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What placebos say about the doctor-patient relationship

October 23, 2008 |  6:43 pm

Doctors want to make their patients feel better. Got it. And sometimes a treatment that doesn't actually help -- a placebo -- will make patients feel better. Got that too. But ...

A study published today in the British Medical Journal found that many rheumatologists and internists in the U.S. seem to have few qualms about prescribing placebos to their patients. The study, based on a not-huge survey of 679 physicians, found that half prescribed placebos regularly. About 62% saw the practice as A-OK.

That's not to say that none of the placebo treatments did anything whatsoever, just that the treatments -- such as vitamins, over-the-counter painkillers, sedatives and antibiotics -- didn't actually treat the condition for which they were prescribed. (That's what we need -- more prescribing of unnecessary antibiotics.)

Said the authors in the abstract's conclusion:

Prescribing placebo treatments seems to be common and is viewed as ethically permissible among the surveyed U.S. internists and rheumatologists.... Physicians might not be fully transparent with their patients about the use of placebos and might have mixed motivations for recommending such treatments.

The survey is garnering considerable attention.

From the Chicago Tribune: Mind over body: Half of doctors in U.S. use placebos, survey finds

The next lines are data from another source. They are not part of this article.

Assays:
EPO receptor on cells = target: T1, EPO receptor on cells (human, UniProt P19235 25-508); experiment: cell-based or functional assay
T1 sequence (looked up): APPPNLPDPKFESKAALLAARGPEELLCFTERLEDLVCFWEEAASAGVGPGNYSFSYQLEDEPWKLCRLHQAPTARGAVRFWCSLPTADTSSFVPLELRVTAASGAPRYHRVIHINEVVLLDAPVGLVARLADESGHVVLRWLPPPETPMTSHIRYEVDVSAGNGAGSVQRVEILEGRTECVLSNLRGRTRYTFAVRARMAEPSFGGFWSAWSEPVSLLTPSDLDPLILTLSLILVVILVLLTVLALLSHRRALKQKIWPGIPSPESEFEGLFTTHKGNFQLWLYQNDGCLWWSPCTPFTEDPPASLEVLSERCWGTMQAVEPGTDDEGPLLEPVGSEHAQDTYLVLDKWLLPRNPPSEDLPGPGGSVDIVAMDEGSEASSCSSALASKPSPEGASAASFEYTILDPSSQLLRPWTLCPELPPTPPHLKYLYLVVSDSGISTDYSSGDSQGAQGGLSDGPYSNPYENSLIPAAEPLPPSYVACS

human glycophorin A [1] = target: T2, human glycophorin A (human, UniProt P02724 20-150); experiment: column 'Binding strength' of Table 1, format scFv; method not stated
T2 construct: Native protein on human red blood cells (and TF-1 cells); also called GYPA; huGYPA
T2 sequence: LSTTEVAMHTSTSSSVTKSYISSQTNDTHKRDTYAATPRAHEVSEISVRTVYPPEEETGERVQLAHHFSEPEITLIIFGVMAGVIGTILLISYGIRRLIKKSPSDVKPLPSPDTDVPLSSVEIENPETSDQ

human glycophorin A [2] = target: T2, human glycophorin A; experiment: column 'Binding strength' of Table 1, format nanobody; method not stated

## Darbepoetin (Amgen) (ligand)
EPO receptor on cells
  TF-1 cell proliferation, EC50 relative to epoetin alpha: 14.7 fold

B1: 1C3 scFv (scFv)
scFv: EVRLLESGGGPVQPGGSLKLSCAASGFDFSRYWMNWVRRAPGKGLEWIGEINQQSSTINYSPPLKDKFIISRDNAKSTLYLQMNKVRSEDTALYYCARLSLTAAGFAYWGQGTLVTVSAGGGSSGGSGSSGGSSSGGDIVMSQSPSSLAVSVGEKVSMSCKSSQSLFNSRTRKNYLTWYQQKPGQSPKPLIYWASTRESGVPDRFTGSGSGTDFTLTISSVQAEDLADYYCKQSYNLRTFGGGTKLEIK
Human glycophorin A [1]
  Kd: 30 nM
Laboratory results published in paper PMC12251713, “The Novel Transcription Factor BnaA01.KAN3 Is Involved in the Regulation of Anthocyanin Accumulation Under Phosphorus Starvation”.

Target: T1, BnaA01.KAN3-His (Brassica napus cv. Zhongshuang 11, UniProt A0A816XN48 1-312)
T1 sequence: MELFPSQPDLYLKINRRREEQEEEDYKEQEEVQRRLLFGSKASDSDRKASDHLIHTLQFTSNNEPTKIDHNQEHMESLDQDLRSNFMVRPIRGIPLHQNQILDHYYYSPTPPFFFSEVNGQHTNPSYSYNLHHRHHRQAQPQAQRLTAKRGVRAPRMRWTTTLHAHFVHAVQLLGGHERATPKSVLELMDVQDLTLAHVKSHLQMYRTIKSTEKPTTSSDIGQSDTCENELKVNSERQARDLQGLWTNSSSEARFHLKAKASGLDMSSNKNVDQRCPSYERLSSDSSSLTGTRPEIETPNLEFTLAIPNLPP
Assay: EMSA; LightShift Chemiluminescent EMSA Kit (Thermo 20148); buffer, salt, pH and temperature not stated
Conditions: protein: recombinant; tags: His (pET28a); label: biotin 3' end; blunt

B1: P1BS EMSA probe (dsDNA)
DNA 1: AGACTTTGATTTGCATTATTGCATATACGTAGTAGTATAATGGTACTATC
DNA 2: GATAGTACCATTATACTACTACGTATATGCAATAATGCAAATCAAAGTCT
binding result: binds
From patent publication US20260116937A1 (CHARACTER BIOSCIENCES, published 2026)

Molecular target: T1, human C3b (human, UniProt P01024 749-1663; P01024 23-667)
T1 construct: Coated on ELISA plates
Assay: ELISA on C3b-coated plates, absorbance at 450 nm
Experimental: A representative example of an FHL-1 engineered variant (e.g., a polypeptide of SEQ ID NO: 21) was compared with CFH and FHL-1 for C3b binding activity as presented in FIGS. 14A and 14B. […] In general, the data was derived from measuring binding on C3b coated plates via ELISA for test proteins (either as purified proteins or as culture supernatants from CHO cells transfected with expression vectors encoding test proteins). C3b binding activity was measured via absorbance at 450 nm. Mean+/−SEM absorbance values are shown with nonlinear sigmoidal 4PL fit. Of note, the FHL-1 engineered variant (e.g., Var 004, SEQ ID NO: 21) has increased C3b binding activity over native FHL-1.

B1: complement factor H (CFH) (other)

From the New York Times: Half of doctors routinely prescribe placebos

From the Associated Press: Survey: Half of U.S. doctors use placebo treatments

The practice itself is increasingly coming out of the shadows, its powers and potential discussed more openly among physicians. As an L.A. Times story published earlier this year points out: "For decades, research physicians have furrowed their brows at the mysterious powers of a treatment known in many medical circles as Obecalp." (That's "placebo" spelled backward.)

That story, "Doling out the placebo effect," notes:

Physicians' growing belief in the connection between mental and physical health has caused many to acknowledge that sometimes patients can be made to feel better, and even get better, simply because their doctor did something to help them.

Maybe.

But if the doctor-patient relationship is gradually eroding, as some contend, might it erode further as patients start to wake up to the use of placebos? Wonder what the placebo treatment for that is....

-- Tami Dennis

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